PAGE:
circumstances that may, or may not, be suspicious.  
The single most important thing for you to
remember is that race, and race alone, is never
enough to support probable cause or reasonable
suspicion.

I used the example of the white men buying drugs,
because it's something you may well see more than
a few times if you end up working in an all black
neighborhood that's rife with drugs.  As soon as
you spotted them under the prevailing
circumstances, you knew what they were up to.  
But...you made the proper observations to
support, with probable cause, what you happened
to already know.

Here's the irony.  If you'd immediately accosted the
two white men simply on the mere basis of race and
location, racial profiling would be a good description
of your action.  The same goes for the two black
men as to merely race and location.  The only
difference is that the former doesn't count as racial
profiling and the latter does.  
They're doing their best at staying cool, but this
won't last long.  The inevitable turn is coming up,
and when you turn with them, you'll see the panic
set in.  They turn...you turn...and panic they do.  
These guys are jumping all over the place.  The guy
in the back seat can't resist looking back at you,
and the expression on his face is pure terror.

It's time to begin their worst nightmare as you
activate your emergency lights.  The end to this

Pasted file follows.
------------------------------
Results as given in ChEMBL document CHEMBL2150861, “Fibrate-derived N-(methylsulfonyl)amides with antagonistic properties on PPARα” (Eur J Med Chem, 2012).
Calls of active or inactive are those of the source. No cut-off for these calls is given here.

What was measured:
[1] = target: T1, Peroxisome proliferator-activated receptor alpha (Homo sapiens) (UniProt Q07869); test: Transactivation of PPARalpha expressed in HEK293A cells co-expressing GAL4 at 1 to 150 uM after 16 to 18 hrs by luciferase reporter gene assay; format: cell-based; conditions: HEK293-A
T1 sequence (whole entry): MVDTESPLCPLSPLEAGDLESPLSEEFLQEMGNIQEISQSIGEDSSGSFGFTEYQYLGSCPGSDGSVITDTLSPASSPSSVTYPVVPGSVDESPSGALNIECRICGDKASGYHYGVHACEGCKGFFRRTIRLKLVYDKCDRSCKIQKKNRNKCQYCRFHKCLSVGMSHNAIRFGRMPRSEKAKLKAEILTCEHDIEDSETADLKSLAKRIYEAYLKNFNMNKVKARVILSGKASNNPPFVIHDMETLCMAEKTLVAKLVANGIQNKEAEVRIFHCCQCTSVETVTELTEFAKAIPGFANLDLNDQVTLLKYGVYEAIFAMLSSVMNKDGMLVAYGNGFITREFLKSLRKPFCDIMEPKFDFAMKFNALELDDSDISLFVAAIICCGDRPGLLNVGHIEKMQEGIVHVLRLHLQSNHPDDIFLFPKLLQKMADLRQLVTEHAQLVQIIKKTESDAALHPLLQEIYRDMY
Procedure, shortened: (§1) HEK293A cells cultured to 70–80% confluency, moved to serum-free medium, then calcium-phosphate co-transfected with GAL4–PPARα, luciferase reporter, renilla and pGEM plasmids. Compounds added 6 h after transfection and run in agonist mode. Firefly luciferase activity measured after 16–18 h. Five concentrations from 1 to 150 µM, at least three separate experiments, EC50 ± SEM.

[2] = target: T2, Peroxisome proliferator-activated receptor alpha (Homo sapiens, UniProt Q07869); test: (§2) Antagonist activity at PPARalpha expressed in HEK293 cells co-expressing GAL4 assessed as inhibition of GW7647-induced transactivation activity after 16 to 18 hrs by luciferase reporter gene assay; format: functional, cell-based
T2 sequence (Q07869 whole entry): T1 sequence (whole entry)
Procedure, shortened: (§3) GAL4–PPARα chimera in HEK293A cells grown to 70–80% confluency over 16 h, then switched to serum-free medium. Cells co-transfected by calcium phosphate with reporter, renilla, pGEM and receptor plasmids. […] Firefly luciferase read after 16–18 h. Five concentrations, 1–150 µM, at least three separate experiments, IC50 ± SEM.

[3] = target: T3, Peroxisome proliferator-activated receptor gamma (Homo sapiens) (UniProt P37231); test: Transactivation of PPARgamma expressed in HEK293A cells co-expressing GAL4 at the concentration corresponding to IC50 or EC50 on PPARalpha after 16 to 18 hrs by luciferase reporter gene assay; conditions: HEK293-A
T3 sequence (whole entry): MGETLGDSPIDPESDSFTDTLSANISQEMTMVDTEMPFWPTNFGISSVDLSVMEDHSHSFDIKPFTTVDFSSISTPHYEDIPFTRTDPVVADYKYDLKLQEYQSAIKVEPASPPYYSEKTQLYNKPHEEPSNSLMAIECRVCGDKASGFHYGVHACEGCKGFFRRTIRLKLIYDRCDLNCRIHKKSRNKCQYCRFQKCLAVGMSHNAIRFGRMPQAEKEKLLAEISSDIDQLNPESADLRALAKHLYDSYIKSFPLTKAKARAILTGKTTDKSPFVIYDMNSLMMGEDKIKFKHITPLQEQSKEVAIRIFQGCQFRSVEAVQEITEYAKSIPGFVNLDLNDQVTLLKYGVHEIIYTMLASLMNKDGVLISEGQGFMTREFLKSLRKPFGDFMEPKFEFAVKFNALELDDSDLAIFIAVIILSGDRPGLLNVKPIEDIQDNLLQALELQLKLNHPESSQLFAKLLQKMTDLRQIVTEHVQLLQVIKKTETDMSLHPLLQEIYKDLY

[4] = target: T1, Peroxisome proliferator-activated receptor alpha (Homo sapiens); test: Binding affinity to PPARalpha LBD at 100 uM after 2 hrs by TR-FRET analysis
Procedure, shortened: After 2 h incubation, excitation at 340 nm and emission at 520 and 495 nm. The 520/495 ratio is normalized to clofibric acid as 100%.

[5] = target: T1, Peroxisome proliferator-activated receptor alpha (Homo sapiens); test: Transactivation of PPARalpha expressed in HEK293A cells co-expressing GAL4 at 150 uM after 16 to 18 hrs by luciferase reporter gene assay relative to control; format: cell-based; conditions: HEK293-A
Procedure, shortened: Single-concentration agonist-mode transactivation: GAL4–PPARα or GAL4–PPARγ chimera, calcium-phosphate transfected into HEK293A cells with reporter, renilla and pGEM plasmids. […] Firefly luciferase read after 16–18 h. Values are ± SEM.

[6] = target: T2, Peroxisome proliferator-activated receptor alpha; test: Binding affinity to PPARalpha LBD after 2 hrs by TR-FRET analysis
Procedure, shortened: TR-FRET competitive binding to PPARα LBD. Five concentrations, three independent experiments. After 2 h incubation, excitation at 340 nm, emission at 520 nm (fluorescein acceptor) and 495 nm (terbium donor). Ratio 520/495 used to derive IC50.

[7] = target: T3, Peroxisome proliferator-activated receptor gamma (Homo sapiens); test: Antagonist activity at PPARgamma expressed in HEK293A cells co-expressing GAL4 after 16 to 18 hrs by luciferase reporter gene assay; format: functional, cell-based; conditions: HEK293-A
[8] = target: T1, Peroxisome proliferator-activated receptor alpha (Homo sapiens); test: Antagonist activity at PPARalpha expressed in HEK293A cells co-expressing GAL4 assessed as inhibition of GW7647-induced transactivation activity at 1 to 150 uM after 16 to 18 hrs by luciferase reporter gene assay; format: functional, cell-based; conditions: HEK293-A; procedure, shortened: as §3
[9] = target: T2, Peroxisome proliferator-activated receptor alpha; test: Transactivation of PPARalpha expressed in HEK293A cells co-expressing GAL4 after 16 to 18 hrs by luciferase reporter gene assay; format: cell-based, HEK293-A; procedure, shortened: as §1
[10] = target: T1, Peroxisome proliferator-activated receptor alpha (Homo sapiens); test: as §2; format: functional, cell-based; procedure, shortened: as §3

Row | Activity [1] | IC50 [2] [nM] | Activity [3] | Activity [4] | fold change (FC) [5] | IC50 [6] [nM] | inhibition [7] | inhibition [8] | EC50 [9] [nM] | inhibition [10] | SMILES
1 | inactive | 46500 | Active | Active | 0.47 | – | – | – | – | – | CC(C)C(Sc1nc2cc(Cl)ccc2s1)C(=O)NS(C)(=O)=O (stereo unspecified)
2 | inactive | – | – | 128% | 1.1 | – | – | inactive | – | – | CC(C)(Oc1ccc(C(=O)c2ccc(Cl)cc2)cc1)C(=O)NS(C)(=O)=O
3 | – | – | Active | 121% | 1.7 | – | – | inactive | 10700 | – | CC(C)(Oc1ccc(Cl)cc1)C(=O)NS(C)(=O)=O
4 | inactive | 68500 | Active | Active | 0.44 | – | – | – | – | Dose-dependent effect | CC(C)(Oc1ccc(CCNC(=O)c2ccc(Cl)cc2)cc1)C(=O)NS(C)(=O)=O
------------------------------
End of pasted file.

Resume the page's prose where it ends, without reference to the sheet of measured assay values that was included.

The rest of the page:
story comes moments later when your flashlight
hits a single gel cap of suspected cocaine that the
back seat passenger failed to get stuffed behind the
back seat.  A subsequent search will reveal the
other five he purchased from the drug dealer.

Okay...was this racial profiling?  Race was the single
factor that initiated your observations.  Had that car
been occupied by two black males, that observation
alone would not have caused you to make any
further observations.  You would have continued on
your way.

2d Example:  What if the same car, this time
occupied by two black males, was setting, at the
same hour, in an all white, affluent residential
neighborhood?  In the first place, there are few
exclusively all white neighborhoods, so the mere
presence of the two black males would not be
unusual.  The former described circumstances are
not present.  The neighborhood is not crime ridden,
and any local drug dealing is not going to be done
out of allies.

What about the university decal.  In the first
example, the decal only made you suspect that the
white men, who were obviously there to buy drugs,
happened to be college students.  This time, the
decal again implies that the black men may be
college students. You observe no circumstances
that would cause you to make any further
observations, and you continue on your way.

About thirty minutes later, you're directed to an
address to take a stolen auto report.  You realize
that the address is on the same street where you
earlier observed the two black males.  Upon
speaking with the complainant, you quickly
recognize the description of the stolen car...decal
and all.  Hey...that's just how it goes.  
"...it's all about politics.  If you ask ten people
today to describe profiling in the context of
police, the first word out of nine of those
persons' mouths will be, 'Racial'."
~ Barry M. Baker
Copyright © 2018  Barry M. Baker  
CareerPoliceOfficer.com